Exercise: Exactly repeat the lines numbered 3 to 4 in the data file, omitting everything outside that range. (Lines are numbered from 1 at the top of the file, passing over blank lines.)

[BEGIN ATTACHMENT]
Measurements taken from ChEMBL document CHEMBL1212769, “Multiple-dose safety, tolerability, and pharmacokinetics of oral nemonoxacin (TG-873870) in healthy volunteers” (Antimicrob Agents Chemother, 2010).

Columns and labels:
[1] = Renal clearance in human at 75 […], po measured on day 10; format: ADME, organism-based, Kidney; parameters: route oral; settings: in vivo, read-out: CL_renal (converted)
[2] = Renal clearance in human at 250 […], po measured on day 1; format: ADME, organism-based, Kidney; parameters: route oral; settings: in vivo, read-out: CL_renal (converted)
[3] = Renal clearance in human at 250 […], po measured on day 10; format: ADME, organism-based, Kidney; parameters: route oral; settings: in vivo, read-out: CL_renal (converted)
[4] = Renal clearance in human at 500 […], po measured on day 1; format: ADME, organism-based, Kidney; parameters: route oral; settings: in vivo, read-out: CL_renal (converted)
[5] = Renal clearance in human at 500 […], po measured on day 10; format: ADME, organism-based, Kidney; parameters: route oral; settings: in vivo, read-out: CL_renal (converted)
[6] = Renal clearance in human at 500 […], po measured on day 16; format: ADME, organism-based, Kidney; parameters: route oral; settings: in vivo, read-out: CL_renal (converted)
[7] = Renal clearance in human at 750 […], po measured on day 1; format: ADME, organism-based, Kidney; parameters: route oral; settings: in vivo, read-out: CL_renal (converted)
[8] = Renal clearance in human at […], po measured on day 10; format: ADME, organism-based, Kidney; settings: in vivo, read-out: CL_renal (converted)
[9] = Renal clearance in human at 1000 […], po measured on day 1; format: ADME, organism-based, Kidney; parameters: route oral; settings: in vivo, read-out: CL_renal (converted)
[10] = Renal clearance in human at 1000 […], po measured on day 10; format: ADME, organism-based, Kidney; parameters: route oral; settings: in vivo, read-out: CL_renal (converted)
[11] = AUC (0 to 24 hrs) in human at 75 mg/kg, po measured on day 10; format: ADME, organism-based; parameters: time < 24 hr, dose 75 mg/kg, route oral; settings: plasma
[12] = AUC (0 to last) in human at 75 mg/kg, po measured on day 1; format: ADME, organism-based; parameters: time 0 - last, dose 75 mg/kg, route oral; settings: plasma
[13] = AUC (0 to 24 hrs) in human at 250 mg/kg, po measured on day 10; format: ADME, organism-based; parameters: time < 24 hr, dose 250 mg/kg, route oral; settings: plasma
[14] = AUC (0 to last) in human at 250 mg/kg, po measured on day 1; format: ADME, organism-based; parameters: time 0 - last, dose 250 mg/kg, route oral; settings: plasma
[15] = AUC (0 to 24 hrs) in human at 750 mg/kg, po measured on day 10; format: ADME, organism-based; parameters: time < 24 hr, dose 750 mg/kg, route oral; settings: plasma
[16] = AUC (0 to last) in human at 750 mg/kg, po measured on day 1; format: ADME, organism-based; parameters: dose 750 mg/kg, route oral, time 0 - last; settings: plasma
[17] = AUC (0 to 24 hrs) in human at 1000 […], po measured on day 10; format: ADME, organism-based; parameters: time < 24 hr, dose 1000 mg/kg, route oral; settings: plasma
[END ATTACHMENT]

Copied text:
[1] = Renal clearance in human at 75 […], po measured on day 10; format: ADME, organism-based, Kidney; parameters: route oral; settings: in vivo, read-out: CL_renal (converted)
[2] = Renal clearance in human at 250 […], po measured on day 1; format: ADME, organism-based, Kidney; parameters: route oral; settings: in vivo, read-out: CL_renal (converted)